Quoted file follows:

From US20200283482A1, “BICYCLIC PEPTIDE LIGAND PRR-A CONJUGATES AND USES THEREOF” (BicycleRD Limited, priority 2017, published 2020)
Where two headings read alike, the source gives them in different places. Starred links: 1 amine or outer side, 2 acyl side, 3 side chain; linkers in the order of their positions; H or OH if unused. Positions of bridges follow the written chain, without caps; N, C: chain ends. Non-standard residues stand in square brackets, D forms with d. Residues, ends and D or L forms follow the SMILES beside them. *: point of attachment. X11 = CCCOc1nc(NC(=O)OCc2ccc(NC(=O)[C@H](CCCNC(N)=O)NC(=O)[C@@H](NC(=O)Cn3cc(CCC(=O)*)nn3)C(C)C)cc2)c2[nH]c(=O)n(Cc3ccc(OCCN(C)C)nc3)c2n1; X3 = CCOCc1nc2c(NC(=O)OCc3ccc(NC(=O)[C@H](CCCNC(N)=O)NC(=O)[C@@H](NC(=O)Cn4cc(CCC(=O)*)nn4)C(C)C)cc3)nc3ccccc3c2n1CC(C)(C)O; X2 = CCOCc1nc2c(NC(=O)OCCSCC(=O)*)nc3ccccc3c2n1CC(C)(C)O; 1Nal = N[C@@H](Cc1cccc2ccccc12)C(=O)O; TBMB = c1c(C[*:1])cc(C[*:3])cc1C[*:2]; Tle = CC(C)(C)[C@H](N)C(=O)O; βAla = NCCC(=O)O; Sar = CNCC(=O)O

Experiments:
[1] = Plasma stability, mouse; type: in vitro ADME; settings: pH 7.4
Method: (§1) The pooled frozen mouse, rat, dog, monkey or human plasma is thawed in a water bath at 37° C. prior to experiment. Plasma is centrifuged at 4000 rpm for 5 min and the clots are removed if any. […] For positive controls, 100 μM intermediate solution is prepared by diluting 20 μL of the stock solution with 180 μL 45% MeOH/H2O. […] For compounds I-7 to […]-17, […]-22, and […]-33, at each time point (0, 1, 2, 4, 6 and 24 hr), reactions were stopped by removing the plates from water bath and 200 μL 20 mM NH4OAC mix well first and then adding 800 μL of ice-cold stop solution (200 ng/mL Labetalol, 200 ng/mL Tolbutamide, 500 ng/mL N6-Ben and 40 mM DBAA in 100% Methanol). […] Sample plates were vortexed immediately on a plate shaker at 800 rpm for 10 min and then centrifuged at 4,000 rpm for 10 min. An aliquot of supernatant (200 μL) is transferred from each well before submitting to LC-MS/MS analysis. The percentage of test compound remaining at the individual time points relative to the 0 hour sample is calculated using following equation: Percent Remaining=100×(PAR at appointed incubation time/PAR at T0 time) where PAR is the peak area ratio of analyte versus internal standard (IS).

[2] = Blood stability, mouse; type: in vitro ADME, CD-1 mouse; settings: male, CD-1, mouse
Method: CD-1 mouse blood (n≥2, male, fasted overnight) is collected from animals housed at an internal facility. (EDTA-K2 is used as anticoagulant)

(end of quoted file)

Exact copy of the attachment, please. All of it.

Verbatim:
From US20200283482A1, “BICYCLIC PEPTIDE LIGAND PRR-A CONJUGATES AND USES THEREOF” (BicycleRD Limited, priority 2017, published 2020)
Where two headings read alike, the source gives them in different places. Starred links: 1 amine or outer side, 2 acyl side, 3 side chain; linkers in the order of their positions; H or OH if unused. Positions of bridges follow the written chain, without caps; N, C: chain ends. Non-standard residues stand in square brackets, D forms with d. Residues, ends and D or L forms follow the SMILES beside them. *: point of attachment. X11 = CCCOc1nc(NC(=O)OCc2ccc(NC(=O)[C@H](CCCNC(N)=O)NC(=O)[C@@H](NC(=O)Cn3cc(CCC(=O)*)nn3)C(C)C)cc2)c2[nH]c(=O)n(Cc3ccc(OCCN(C)C)nc3)c2n1; X3 = CCOCc1nc2c(NC(=O)OCc3ccc(NC(=O)[C@H](CCCNC(N)=O)NC(=O)[C@@H](NC(=O)Cn4cc(CCC(=O)*)nn4)C(C)C)cc3)nc3ccccc3c2n1CC(C)(C)O; X2 = CCOCc1nc2c(NC(=O)OCCSCC(=O)*)nc3ccccc3c2n1CC(C)(C)O; 1Nal = N[C@@H](Cc1cccc2ccccc12)C(=O)O; TBMB = c1c(C[*:1])cc(C[*:3])cc1C[*:2]; Tle = CC(C)(C)[C@H](N)C(=O)O; βAla = NCCC(=O)O; Sar = CNCC(=O)O

Experiments:
[1] = Plasma stability, mouse; type: in vitro ADME; settings: pH 7.4
Method: (§1) The pooled frozen mouse, rat, dog, monkey or human plasma is thawed in a water bath at 37° C. prior to experiment. Plasma is centrifuged at 4000 rpm for 5 min and the clots are removed if any. […] For positive controls, 100 μM intermediate solution is prepared by diluting 20 μL of the stock solution with 180 μL 45% MeOH/H2O. […] For compounds I-7 to […]-17, […]-22, and […]-33, at each time point (0, 1, 2, 4, 6 and 24 hr), reactions were stopped by removing the plates from water bath and 200 μL 20 mM NH4OAC mix well first and then adding 800 μL of ice-cold stop solution (200 ng/mL Labetalol, 200 ng/mL Tolbutamide, 500 ng/mL N6-Ben and 40 mM DBAA in 100% Methanol). […] Sample plates were vortexed immediately on a plate shaker at 800 rpm for 10 min and then centrifuged at 4,000 rpm for 10 min. An aliquot of supernatant (200 μL) is transferred from each well before submitting to LC-MS/MS analysis. The percentage of test compound remaining at the individual time points relative to the 0 hour sample is calculated using following equation: Percent Remaining=100×(PAR at appointed incubation time/PAR at T0 time) where PAR is the peak area ratio of analyte versus internal standard (IS).

[2] = Blood stability, mouse; type: in vitro ADME, CD-1 mouse; settings: male, CD-1, mouse
Method: CD-1 mouse blood (n≥2, male, fasted overnight) is collected from animals housed at an internal facility. (EDTA-K2 is used as anticoagulant)